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Politics & Government

Sen. Goeff Hansen responds to DPS teacher sickouts: "We need to work together"

Sen. Goeff Hansen, R-Hart, speaks to reporters on the Senate floor after the Senate passed Senate Bills 710, 711, and 819 - 822, measures that would reform Detroit's public schools.
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Sen. Goeff Hansen, R-Hart, speaks to reporters on the Senate floor after the Senate passed Senate Bills 710, 711, and 819 - 822, measures that would reform Detroit's public schools.

Almost every Detroit public school was closed today, the second day of a mass teacher sickout over pay and other issues. Some 45,000 students missed class.

In light of Emergency Manager Steven Rhodes’ declaration that the district will run out of money by June 30 without an influx of cash from the state, it seemed like a good time to speak with Sen. Goeff Hansen, R-Hart, who’s been leading the push to get the rescue plan through the state Legislature.

Hansen tells us this latest round of teacher sickouts creates a legislative challenge.

“Trying to make sure that we get enough votes that we pass something is one thing. This creates a challenge to try and get my colleagues in the House to support it,” Hansen says.

But, he assures us that the teachers “are going to get paid, period.”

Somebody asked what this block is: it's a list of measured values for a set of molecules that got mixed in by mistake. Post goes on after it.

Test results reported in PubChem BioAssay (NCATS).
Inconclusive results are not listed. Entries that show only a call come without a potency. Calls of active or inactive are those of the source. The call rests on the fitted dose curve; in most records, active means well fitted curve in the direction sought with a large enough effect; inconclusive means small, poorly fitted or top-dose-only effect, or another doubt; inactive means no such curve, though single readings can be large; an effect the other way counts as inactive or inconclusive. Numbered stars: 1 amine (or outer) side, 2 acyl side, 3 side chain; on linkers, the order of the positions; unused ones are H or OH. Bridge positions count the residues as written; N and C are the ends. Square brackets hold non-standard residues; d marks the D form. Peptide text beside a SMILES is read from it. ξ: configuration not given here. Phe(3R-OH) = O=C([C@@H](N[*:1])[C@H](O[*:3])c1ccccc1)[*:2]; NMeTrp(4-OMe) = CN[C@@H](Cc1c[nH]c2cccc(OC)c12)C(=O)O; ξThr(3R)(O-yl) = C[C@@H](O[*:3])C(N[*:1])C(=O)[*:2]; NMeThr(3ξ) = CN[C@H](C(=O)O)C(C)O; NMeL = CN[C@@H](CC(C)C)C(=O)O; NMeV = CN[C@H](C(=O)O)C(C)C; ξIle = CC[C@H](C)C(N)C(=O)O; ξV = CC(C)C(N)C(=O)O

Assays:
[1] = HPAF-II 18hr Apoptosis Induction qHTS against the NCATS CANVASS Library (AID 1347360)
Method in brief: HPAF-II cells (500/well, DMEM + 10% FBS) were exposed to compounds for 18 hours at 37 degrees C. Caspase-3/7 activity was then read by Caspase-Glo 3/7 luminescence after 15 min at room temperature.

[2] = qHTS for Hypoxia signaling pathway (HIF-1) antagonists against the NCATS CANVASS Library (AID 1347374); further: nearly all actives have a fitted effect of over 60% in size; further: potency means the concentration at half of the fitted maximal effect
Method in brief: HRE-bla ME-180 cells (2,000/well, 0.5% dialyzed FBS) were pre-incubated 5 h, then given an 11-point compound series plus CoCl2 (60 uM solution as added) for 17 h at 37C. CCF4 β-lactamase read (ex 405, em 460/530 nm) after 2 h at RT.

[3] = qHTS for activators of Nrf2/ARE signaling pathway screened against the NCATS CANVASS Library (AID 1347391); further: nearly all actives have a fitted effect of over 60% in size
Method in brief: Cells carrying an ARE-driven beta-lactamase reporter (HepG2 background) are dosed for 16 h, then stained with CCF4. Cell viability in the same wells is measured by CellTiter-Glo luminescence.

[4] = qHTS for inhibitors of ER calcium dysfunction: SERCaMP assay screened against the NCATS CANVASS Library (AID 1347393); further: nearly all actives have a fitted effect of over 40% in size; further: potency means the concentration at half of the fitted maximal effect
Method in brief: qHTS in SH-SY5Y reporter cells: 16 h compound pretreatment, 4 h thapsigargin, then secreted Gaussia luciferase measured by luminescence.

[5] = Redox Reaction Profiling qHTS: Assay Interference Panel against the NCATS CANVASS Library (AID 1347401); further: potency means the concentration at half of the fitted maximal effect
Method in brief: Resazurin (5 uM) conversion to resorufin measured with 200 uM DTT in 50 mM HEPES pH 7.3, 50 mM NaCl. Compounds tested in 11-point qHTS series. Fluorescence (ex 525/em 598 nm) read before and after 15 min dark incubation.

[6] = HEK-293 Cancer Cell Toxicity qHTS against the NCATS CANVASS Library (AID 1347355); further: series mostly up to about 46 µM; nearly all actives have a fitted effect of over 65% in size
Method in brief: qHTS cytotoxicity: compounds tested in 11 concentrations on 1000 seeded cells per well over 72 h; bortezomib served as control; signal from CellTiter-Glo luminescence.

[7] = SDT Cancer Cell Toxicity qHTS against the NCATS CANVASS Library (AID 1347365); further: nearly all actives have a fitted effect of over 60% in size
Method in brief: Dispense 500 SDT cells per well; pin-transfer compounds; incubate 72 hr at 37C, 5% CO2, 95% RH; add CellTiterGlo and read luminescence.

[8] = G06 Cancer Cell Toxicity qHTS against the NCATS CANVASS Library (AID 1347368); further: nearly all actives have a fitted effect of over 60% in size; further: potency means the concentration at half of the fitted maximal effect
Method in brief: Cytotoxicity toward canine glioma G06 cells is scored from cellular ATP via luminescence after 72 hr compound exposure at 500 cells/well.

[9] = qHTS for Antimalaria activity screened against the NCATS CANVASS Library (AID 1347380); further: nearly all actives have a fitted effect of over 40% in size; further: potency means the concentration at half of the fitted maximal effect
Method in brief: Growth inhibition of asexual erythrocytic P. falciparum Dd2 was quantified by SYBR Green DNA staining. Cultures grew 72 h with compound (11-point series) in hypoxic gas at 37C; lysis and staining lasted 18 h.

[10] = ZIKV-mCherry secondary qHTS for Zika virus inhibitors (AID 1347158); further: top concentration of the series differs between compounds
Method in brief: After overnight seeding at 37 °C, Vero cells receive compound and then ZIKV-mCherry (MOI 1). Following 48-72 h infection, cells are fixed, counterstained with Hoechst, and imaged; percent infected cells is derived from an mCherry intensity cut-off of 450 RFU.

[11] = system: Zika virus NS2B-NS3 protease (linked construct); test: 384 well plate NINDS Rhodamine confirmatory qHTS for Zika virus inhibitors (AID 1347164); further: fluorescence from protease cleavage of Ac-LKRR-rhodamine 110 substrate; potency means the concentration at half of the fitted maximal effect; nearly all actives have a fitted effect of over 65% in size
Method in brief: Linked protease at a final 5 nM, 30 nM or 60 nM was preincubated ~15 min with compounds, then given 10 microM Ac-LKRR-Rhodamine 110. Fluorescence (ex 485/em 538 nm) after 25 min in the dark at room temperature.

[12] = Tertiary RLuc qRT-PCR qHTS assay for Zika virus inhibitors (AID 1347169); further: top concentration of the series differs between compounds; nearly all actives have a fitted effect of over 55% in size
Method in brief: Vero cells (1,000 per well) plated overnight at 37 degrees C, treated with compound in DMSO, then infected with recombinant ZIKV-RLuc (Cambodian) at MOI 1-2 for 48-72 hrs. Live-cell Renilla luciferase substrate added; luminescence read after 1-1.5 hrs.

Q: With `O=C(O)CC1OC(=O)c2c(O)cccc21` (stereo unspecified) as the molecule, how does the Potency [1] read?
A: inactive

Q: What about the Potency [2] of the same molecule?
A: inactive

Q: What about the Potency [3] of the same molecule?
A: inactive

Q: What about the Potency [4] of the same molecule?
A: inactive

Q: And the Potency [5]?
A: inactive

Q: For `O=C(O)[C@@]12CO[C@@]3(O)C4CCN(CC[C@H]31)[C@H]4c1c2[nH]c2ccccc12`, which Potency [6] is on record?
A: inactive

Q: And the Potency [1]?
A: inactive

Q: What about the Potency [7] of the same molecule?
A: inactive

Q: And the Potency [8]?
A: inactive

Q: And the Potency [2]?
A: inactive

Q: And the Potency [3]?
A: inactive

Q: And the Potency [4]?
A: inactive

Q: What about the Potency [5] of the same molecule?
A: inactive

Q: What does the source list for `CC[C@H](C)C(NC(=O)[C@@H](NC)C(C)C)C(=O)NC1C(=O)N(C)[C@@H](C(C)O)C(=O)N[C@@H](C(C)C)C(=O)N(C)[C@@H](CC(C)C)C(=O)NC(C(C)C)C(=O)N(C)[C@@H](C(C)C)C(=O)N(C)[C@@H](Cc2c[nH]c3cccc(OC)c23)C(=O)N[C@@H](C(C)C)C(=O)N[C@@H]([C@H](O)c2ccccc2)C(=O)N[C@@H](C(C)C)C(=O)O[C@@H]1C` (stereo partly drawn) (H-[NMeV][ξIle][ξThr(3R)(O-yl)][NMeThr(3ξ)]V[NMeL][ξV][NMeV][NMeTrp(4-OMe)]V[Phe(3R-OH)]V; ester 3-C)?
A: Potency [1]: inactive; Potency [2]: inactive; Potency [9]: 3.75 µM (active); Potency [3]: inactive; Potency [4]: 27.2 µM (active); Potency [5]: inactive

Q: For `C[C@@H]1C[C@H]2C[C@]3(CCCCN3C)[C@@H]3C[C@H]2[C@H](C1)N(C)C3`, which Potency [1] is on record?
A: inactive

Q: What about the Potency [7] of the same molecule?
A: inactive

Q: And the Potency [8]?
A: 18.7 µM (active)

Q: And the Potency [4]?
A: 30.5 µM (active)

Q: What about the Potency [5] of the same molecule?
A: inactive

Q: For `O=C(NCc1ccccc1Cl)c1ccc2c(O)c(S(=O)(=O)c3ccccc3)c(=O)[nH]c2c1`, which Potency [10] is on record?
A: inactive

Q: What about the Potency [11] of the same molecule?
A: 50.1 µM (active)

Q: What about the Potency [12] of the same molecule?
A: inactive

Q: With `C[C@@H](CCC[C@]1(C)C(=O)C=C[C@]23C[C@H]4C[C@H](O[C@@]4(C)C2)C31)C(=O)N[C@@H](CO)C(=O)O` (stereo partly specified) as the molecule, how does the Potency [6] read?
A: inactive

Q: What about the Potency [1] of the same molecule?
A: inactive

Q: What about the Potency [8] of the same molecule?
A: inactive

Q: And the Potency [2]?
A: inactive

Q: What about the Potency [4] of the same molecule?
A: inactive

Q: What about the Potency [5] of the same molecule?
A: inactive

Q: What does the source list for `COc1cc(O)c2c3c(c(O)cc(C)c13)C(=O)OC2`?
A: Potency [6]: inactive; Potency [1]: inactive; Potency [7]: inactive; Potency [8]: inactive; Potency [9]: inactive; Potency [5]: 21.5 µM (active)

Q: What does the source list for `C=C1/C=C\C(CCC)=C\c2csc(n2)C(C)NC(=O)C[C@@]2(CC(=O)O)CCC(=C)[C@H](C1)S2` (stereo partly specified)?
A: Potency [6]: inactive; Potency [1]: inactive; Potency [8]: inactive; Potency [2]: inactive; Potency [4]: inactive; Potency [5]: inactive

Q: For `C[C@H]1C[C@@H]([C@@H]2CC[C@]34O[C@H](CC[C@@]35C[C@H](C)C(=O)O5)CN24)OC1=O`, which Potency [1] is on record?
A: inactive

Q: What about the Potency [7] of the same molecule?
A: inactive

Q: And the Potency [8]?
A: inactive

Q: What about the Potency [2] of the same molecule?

"This should not be something that is political. It should not be divisive between the two, we need to work together and get this done."

There does seem to be some divergence between the GOP legislative leadership, the Detroit Federation of Teachers, and rank and file DPS teachers on how to handle the budget crisis.

On the first day of the sickout, Detroit teacher Sarah Jardine described Rhodes’ reform package as “distasteful” and “a very bad idea for public school in Detroit.”

Hansen tells us he’s spent a lot of time talking to folks in Detroit about their concerns, and he understands their frustration.

“It’s not an easy task to try and craft something that balances all of the different groups. And I guess at this time I look at it as, everybody might be just a little bit uncomfortable both sides of the equation, so I think we’re in a pretty decent place,” he says.

All that said, Hansen hopes the Legislature is able to set aside political posturing and work together to help the children of Detroit.

“We have 47,000 kids that need a great education,” he says. “This should not be something that is political. It should not be divisive between the two, we need to work together and get this done.”

Sen. Hansen talks more about the budget problems facing DPS in our conversation below.

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